WASHINGTON, D.C. -- Pakistani Prime Minister Imran Khan met with U.S. President Donald Trump this week in Washington, where the two leaders attempted to mend the increasingly strained relations between the two countries. However, a purely political "reset" may be a somewhat tough sell for Khan at home in Pakistan, where approval of U.S. leadership -- while never very popular over the past decade -- has slipped to 14% since Trump took office.
After hovering at just above 20% during most of President Barack Obama's second term in office, Pakistanis' approval ratings of U.S. leadership dropped to 14% in Trump's first year. They remained at that same level in July and August 2018, after Trump in January accused Pakistan of providing a "safe haven to terrorists" and suspended more than $1 billion in aid to the country.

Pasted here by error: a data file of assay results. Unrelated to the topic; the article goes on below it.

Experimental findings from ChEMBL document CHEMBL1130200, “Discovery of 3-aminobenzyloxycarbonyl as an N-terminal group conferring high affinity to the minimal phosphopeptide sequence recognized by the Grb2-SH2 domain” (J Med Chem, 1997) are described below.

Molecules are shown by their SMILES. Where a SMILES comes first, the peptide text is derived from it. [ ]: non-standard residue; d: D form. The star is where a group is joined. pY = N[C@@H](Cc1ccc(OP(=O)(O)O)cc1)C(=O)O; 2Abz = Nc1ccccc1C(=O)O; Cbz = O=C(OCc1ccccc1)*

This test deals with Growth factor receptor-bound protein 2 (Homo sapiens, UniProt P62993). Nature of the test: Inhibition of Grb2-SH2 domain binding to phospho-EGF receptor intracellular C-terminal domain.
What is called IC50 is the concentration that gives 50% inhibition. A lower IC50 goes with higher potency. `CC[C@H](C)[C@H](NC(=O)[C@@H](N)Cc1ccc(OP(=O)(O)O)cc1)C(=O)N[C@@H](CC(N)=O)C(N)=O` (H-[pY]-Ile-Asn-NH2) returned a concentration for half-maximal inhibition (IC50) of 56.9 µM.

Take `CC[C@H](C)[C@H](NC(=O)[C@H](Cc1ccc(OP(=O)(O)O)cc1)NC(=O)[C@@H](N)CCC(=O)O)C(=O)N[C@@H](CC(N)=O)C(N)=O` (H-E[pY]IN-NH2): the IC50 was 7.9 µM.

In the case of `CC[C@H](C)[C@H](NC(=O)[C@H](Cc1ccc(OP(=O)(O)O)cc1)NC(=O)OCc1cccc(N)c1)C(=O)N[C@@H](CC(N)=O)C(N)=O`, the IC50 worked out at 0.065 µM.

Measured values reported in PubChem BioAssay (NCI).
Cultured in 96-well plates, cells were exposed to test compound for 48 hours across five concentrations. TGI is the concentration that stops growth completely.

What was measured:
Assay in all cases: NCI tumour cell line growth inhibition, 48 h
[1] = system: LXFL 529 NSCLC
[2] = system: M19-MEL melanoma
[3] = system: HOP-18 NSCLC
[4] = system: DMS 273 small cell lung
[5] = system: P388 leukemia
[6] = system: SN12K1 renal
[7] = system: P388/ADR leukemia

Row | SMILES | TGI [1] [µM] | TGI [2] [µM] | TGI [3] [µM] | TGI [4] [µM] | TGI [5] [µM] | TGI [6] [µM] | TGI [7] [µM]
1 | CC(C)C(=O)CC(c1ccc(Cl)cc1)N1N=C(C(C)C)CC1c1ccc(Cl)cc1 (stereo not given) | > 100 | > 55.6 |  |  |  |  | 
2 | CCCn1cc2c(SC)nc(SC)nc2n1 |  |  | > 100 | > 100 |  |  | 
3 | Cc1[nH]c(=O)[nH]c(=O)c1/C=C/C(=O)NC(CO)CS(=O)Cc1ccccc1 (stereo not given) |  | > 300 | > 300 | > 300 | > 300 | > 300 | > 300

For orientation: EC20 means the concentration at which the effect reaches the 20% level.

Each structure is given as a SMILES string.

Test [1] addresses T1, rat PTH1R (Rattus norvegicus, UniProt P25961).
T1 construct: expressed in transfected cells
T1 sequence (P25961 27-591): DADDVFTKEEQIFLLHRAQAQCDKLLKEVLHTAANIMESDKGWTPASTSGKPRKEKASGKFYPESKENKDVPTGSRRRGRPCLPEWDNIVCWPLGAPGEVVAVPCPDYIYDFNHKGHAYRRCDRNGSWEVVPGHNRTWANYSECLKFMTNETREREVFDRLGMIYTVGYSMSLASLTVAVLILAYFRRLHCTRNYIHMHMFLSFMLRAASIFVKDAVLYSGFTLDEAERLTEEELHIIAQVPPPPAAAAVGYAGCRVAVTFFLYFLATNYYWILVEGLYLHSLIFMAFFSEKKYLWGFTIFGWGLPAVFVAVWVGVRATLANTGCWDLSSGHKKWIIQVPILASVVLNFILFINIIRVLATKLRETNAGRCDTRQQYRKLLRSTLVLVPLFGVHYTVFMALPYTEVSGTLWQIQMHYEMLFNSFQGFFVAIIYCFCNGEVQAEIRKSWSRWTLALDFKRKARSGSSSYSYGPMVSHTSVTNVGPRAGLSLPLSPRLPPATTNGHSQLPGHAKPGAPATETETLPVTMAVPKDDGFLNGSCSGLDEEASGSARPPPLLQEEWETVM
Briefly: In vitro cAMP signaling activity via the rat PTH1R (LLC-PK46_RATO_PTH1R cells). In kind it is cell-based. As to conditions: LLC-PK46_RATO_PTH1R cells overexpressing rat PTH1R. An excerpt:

Still, the 14% is not the lowest approval rating for U.S. leadership among Pakistanis over the past decade. In the months after the U.S. military killed Osama bin Laden, approval of U.S. leadership dropped to as low as 4%.
Pakistanis More Upbeat About Economy
Banking on the idea that an economic reset may carry considerably more traction than a political reset with Pakistan, the U.S. is dangling stronger trade and economic cooperation if Pakistan does more to fight terrorism and help with peace talks in Afghanistan.
While Pakistan's economy is struggling, Pakistanis at the time of the survey were not as pessimistic as they have been about their living standards or local economic conditions. In fact, nearly half of Pakistanis (49%) in 2018 said their standard of living was getting better.
For complete methodology and specific survey dates, please review Gallup's Country Data Set details.
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